For such a small country, only half the area of the State of Victoria, Guatemala provides a home for a surprising number of orchid species. According to Carlos Limaza, a resident of Guatemala City who wrote an article on the orchids of Guatemala for the Proceedings of the 11th World Orchid Conference in 1984, about 650 different orchid species in 90 different genera have been found. Limaza describes about 70 species in his article but I mention only 20 here – those that I grow or have grown at one time. Many of them are suitable for intermediate conditions and quite a few grow and flower in a Melbourne shade-house.
Those found near sea level require warm conditions, and I found by experience that Rhyncholaelia (once Brassavola) digbyana would not flower in my rather shady glasshouse that I maintain at a minimum temperature of about 10°C. So I gave it into Fred Stewart’s care and soon ‘enjoyed’ seeing him flower it in his warmer, brighter conditions. R. digbyana, which has a delightfully perfumed flower with a frilly lip, has been extensively used with the genus to make brassocattleya and brassolaeliocattleya hybrids.
Some of the species that Lizama lists that I grow without heat are:
Epidendrum radicans (syn. E. ibaguense), the crucifix orchid that is widespread and common through Central America at altitudes up to 1800 m; Epidendrum (syn. Neolehmannia) porpax, another widespread species found in pine or oak forests at altitudes to 2000 m; Encyclia baculus and E. cochleata (the cockleshell orchid), found at altitudes up to 1700 m, although they do better at lower altitudes. Certainly I find that E. cochleata produces more and larger flowers when grown in my heated glasshouse.
Oncidium ornithorhynchum, one of the few oncidium species with pink flowers, is found in humid forests at altitudes to 1500 m. Many Victorians grow Oncidium sphacelatum under shade-house conditions, and are generally disappointed in the results. The reason is obvious -in Guatemala it grows only at altitudes up to 800 m, and thus requires a heated glasshouse. Rossioglossum grande is the largest-flowered orchid species found in Guatemala, where it grows at altitudes up to 2600 m, and is therefore quite suited to outdoor culture here. The reason that so many growers fail with this species is that they do not provide a long resting period without water during winter. R. williamsianum grows under the same conditions. Maxillaria cucullata grows under a range of conditions (as a terrestrial lithophyte or epiphyte) at altitudes to 3300 m, and is well suited to outdoor cultivation in Melbourne.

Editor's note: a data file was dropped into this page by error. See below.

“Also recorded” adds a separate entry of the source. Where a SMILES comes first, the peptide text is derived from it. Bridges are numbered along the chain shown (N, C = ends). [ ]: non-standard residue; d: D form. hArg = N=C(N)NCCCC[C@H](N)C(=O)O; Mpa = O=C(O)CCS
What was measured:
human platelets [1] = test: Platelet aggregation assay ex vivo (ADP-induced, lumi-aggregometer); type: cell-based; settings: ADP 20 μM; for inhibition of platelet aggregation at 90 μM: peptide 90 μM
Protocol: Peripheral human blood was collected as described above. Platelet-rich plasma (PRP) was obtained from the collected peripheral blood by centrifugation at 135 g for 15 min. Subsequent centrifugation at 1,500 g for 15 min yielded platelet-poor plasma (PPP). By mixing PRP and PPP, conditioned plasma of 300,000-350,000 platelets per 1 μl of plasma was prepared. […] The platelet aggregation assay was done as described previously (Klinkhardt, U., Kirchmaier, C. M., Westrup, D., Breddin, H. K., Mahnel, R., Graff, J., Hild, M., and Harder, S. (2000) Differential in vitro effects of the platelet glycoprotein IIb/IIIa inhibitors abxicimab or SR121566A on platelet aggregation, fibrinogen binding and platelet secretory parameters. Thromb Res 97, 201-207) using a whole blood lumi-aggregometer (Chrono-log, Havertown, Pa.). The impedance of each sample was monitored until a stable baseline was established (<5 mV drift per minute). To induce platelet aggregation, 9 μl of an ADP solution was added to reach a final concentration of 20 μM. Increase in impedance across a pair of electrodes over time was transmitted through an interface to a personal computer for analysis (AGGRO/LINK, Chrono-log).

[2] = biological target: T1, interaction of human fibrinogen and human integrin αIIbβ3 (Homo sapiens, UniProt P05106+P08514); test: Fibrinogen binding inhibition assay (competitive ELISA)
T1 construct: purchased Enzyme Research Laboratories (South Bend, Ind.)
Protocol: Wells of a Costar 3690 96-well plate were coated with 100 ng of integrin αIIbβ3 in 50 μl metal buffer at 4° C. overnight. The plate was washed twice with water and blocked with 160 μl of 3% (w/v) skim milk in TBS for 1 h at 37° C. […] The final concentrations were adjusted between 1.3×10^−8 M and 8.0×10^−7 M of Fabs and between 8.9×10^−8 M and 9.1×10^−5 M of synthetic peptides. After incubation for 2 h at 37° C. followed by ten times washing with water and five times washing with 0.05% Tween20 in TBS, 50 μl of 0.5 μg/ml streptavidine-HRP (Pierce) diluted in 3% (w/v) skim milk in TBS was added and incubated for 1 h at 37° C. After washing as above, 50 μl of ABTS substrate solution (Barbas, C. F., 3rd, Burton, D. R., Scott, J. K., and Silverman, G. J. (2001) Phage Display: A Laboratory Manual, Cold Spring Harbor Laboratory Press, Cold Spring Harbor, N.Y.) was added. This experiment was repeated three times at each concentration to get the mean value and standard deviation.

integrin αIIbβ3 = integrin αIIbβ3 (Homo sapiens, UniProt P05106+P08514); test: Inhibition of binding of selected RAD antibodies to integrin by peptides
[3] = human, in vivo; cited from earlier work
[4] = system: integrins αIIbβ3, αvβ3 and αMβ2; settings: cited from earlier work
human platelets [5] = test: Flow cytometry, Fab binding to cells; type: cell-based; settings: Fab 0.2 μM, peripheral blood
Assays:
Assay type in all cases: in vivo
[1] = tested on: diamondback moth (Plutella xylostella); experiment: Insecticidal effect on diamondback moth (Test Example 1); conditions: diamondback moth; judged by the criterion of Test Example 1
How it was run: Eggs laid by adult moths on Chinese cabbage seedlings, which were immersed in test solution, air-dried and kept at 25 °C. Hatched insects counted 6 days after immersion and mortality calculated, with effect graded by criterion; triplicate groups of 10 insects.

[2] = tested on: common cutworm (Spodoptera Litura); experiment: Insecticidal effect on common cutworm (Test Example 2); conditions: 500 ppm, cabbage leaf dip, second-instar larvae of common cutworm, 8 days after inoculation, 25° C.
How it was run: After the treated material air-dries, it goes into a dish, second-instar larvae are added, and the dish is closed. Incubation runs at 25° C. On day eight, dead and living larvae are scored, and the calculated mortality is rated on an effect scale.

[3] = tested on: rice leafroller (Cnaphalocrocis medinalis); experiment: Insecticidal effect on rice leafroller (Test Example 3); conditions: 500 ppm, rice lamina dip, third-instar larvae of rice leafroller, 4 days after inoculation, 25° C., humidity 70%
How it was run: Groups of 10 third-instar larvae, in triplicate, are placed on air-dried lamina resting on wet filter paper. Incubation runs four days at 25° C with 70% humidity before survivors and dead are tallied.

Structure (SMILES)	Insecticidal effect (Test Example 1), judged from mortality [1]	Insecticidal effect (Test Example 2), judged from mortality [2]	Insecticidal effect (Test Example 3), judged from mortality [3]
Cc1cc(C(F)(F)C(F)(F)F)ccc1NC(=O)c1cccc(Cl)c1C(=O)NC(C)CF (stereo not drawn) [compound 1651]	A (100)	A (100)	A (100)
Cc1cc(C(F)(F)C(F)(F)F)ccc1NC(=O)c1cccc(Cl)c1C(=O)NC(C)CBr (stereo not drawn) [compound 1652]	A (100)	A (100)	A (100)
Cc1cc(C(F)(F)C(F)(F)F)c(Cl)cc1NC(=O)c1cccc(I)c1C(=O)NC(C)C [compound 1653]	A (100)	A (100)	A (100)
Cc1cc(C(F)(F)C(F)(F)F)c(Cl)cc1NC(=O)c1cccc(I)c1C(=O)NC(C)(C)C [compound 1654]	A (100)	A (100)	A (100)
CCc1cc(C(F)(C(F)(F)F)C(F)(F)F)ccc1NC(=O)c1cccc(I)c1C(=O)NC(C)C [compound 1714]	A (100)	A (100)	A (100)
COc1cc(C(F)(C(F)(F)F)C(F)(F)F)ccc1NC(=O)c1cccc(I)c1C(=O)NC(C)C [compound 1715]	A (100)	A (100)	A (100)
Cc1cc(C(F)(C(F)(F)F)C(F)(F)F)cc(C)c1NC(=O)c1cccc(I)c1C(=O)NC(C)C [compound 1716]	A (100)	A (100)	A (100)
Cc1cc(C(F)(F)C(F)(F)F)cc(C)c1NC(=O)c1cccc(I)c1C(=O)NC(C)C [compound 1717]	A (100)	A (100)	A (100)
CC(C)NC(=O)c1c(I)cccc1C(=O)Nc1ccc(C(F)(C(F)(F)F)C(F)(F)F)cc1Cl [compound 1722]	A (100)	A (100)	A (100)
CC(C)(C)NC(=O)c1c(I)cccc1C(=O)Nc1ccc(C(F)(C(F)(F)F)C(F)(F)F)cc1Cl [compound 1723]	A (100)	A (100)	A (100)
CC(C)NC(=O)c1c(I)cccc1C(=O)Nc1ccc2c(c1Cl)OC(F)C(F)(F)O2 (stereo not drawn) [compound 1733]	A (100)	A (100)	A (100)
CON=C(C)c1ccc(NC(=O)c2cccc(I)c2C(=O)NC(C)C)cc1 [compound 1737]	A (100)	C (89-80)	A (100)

Guatemala is home to several cattleya species, including Cattleya skinneri, C. aurantiaca, C. bowringiana and the natural hybrid C. Guatemalensis. Although all except C. skinneri are found at altitudes to 1600 m, they definitely grow and flower better with winter heat. Surprisingly, Lizama states that Laelia anceps requires a warm climate, although most if not all of us grow this species without heat in Melbourne. Lizama lists seven Guatemalan lycaste species, and the altitudes at which they are found. Lycaste aromatica and L. deppei are found at altitudes to 1200 m. In my experience they grow and flower well in a cosy shade house but do better if provided with heated winter quarters. L. cochleata is said to prefer a temperate or warm climate, yet my plant, grown in the shade-house, bears attractive green and yellow flowers in April. L. skinneri (syn. L. virginalis) is found at altitudes to 1800 m, and is said to like a cold climate. Regardless, this species does better for me in the glasshouse, possibly because the evaporative cooler provides it with cooler conditions that it would receive outdoors during summer. Lycaste lasioglossa and L. tricolor, found at altitudes to 2700 m, would seem to make them ideal candidates for outdoor culture.